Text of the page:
The Albertine Rift touches six countries in East and Central Africa and is home to thousands of unique species, including more than half of continental Africa’s bird species and nearly 40 percent of its mammal species, making it one of the world’s most important biodiversity and bio ecological areas. Yet, poverty and population pressures—exacerbated by armed conflict in the 1990’s—is putting enormous pressure on its rich natural resources and has accelerated environmental degradation. This negatively impacts hundreds of unique species of fish, wildlife, and birds, as well as rich forest, river, and lake ecosystems.
Encroachment, illegal logging, pollution and soil erosion are just some of the threats that jeopardize the Albertine Rift’s ability to regulate the local environment and provide a livelihood to communities across the region. The Albertine Rift Conservation Society (ARCOS) works to mitigate these threats by championing collaborative conservation and sustainable development in the region.
Established in 1995, ARCOS was founded to address critical factors derailing conservation efforts in the Rift such as a lack of public awareness and effective policies on the conservation and sustainable management of natural resources, and limited capacity and collaborative action by local institutions to address these problems. In response, ARCOS promotes integrated management of biodiversity and ecosystem services; facilitates mechanisms for assessing and addressing climate change; and empowers grassroots organizations to participate in environmental governance and threat reduction.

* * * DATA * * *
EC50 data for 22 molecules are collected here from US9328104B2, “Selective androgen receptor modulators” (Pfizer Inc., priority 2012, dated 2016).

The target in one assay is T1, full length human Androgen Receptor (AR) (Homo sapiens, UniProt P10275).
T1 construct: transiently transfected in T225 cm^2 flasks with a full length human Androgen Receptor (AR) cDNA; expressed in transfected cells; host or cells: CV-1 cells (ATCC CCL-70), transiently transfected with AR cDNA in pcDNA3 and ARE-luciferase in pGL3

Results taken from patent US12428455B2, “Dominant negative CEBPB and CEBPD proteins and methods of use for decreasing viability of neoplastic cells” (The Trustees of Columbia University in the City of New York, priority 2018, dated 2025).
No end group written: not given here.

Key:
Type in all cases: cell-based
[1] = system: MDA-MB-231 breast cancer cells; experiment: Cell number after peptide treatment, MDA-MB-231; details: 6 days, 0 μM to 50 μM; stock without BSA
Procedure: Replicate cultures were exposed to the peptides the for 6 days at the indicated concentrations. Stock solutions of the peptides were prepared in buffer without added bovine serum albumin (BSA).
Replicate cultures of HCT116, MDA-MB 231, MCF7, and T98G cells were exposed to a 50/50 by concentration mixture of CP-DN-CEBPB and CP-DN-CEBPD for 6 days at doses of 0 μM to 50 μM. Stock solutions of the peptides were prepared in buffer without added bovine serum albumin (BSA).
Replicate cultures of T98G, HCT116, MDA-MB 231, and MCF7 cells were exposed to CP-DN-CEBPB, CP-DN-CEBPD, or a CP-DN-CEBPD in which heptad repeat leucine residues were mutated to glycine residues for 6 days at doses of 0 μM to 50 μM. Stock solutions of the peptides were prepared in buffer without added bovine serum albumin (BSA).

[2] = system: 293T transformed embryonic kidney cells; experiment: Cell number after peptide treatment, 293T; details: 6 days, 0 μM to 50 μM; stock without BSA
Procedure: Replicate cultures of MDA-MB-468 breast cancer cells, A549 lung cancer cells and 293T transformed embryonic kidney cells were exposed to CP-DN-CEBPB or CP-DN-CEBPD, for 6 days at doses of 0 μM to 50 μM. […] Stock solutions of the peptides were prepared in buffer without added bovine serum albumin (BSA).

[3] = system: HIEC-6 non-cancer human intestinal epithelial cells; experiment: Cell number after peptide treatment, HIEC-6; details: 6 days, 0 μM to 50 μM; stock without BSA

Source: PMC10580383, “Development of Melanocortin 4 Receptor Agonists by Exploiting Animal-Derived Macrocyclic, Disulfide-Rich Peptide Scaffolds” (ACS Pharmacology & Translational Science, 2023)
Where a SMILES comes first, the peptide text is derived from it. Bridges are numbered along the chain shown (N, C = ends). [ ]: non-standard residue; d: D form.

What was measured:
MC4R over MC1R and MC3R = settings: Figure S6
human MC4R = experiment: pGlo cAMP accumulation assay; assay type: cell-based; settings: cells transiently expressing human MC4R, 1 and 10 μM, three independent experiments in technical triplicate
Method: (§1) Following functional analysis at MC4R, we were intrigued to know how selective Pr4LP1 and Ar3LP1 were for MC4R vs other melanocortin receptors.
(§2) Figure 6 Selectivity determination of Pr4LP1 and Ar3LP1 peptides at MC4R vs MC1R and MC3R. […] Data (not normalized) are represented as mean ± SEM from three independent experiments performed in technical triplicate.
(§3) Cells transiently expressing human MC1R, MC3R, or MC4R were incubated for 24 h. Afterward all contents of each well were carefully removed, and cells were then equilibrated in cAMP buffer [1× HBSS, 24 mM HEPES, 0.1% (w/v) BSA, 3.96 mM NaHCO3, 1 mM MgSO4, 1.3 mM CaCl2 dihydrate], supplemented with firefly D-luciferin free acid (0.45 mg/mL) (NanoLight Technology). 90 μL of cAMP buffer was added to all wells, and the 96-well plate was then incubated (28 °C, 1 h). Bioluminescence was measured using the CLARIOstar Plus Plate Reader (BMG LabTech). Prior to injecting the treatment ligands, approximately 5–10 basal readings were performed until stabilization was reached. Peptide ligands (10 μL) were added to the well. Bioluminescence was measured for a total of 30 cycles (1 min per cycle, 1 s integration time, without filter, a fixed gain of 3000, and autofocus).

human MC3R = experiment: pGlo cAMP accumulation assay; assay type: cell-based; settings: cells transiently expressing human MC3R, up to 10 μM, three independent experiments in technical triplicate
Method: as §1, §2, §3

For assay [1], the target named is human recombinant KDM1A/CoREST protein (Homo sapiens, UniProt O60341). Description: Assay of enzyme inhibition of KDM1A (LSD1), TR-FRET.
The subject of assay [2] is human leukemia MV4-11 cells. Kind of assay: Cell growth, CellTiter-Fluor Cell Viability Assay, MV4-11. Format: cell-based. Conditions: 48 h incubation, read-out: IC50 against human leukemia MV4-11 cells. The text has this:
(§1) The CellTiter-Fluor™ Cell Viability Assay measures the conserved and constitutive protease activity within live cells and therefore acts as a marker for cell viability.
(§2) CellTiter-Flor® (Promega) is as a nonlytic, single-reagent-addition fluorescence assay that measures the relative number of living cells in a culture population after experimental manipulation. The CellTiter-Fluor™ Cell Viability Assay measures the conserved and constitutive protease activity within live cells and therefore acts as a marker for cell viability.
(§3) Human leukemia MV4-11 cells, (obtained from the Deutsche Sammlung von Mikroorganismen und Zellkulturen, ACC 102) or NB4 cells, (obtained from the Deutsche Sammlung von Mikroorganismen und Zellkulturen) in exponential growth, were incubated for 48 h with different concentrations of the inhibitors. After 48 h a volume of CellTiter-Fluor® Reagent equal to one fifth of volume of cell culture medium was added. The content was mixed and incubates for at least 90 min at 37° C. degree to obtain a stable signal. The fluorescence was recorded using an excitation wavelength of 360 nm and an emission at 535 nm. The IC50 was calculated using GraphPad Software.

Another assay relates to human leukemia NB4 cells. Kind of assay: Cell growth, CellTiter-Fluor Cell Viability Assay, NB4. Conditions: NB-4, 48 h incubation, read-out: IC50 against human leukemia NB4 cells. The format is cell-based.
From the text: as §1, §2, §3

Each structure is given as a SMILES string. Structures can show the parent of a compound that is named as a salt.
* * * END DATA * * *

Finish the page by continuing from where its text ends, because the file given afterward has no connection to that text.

ARCOS achieves its goals by partnering with other organizations to deliver its programs, support informed decisions, and empower and network with local NGOs. From 2001 to 2003, ARCOS led a planning process in the region involving a range of national and international players, which led to a broad consensus on the geographical boundaries and conservation priorities for the entire region—a major accomplishment considering the diversity of institutions, conservation management regimes, and political contexts across the six countries.
ARCOS recently expanded to include implementation of pilot programs for ecosystem services in Burundi, Rwanda and Uganda, and support for community-based organizations located in remote areas of eastern Democratic Republic of the Congo. In order to build on its tremendous progress and create capacity among its partners, ARCOS will use its $350,000 MacArthur Award to build a new regional information and training center located in Kigali, Rwanda. This center will improve accessibility to services for the NGOs and community-based organizations supported by ARCOS, particularly in difficult to reach areas in Burundi and the DRC, while new information technology infrastructure will improve the delivery of support and services provided to local organizations.